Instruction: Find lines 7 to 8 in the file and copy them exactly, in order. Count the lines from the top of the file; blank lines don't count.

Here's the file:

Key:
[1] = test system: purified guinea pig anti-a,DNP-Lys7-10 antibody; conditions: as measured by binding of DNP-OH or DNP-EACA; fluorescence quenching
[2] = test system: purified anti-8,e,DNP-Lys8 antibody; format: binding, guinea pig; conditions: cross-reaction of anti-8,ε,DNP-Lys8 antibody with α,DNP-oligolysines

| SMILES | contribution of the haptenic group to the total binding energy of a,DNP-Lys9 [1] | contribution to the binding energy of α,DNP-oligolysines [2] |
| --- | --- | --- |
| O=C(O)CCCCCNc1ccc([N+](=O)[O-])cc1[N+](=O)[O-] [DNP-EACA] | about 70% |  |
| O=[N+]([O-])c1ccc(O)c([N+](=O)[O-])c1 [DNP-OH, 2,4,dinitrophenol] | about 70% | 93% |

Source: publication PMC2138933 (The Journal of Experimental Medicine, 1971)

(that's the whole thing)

| O=[N+]([O-])c1ccc(O)c([N+](=O)[O-])c1 [DNP-OH, 2,4,dinitrophenol] | about 70% | 93% |

Source: publication PMC2138933 (The Journal of Experimental Medicine, 1971)